Florida leads the nation when it comes to the new, more contagious COVID-19 variant.
According to the Centers for Disease Control, cases of the “UK variant” B.1.1.7, discovered in the United Kingdom last September, have reached 46 in the Sunshine State. California comes in second place with 40 variant cases.
Epidemiologist Mary Jo Trepka said there are likely many more infections than what officials are aware of. The Florida International professor believed most labs are probably not equipped to test for the new strain. The CDC’s numbers are likely just a sampling from state surveillance.
“Not every test that is done on a person is sequenced to find out if it’s a variant or not,” Trepka said. “So, most assuredly, we have way more than those cases.”
The big takeaway, Trepka said, the variant is in Florida and is spreading.
President Joe Biden’s chief medical adviser gave an update on the variant, Thursday. Dr. Anthony Fauci said it’s about twice as contagious — and new UK reports suggest more deadly. Vaccines, however, look to be just as effective.
Fauci warned the nation to keep its guard up.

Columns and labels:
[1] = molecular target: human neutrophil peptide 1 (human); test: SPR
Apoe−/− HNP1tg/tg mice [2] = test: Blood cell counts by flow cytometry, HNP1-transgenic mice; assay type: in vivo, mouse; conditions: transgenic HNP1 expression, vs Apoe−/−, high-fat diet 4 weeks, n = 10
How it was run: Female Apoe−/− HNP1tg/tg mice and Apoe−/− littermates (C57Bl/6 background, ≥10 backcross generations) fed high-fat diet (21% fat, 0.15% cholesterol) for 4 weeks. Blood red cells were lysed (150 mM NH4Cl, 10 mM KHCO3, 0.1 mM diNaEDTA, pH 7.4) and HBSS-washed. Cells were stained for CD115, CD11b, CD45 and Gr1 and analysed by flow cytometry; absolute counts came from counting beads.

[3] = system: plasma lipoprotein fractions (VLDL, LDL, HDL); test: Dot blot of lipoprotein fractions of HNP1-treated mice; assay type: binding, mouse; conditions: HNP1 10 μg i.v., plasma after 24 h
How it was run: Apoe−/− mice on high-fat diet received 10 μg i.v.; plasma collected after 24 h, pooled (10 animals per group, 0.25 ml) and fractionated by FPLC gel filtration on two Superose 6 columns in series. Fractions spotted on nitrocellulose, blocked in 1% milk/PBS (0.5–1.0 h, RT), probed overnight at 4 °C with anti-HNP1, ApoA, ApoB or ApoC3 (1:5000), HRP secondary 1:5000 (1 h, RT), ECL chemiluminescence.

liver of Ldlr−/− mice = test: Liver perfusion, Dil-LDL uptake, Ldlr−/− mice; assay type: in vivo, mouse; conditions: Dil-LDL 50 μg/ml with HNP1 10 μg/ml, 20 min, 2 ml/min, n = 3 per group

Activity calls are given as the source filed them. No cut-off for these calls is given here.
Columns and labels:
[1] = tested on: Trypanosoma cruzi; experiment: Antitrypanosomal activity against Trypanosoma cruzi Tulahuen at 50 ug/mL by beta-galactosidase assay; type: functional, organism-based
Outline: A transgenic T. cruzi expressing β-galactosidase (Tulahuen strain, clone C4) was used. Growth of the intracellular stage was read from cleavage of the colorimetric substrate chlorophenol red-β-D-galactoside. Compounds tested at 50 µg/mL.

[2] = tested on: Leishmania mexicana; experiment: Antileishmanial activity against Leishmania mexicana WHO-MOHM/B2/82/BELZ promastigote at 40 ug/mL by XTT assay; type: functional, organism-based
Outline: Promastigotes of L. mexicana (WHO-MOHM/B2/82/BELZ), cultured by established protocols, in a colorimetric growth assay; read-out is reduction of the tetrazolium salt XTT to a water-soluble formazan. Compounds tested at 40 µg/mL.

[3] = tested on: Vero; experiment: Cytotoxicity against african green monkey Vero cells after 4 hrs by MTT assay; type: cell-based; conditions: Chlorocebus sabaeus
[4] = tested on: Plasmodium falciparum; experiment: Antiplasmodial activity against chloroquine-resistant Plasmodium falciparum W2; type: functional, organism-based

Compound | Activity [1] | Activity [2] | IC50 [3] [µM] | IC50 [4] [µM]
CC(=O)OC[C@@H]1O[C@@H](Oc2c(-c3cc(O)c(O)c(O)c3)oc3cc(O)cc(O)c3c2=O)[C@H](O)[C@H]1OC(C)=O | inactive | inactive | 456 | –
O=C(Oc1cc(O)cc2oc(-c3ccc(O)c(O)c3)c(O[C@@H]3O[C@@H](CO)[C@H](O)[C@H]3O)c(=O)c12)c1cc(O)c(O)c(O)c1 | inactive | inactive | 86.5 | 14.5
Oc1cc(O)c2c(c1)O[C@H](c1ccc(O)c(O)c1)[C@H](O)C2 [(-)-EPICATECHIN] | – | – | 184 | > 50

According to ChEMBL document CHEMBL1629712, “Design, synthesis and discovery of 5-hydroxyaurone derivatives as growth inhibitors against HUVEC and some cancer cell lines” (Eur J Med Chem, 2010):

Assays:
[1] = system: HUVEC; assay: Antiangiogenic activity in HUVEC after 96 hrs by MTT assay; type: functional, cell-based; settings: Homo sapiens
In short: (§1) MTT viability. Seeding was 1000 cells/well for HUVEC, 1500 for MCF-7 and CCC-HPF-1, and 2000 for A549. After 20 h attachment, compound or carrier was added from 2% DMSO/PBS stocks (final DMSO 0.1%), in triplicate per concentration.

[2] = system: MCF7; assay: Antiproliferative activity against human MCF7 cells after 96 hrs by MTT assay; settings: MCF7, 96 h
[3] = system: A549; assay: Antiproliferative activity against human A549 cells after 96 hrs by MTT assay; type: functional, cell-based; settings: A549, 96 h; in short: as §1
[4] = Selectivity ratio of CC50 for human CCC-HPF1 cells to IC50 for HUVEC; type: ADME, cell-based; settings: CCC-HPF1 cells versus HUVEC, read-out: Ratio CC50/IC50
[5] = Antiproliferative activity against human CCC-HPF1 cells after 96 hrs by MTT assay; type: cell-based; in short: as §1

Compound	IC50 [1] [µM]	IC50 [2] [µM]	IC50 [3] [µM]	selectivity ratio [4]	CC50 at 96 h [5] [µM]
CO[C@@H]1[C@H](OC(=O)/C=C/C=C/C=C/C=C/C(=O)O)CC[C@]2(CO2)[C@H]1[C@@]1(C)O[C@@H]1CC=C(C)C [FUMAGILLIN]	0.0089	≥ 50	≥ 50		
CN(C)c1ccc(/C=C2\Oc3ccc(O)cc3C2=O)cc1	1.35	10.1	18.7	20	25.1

“If you have a virus that is more transmissible, you’re going to have more cases,” Fauci said. “When you get more cases, you’re going to get more hospitalizations, and when you get more hospitalizations — you’re ultimately going to get more deaths.”
Florida already has hospital capacity concerns. About 81% of beds are filled, according to federal data from the Department of Health and Human Services. It’s ninth fullest in the nation, when including Washington, D.C.
For weeks, state officials have said they’re working with the CDC to identify variant cases and will follow any further guidance from the organization. Meanwhile, Emergency Management Director Jared Moskowitz said last month he has the supplies to react as needed.
“Tens of millions of gloves, and masks, and gowns, all sitting in warehouses ready to go in case there is a change here,” Moskowitz said. “I think the information is just starting to come out. So, obviously, we’re ready to react.”
Epidemiologist Jason Salemi explained the best thing the public can do is follow current virus protection measures. The mutation may be more transmissible, the University of South Florida professor said, but social distancing and mask-wearing can keep it at bay.
“What we do stays the exact same,” he said. “It, maybe, just increases the urgency with which we do it.”
The UK variant is not the only one out there. Mutations in South Africa and Brazil may be more resistant to current vaccines, but there are no confirmed cases in the U.S. yet.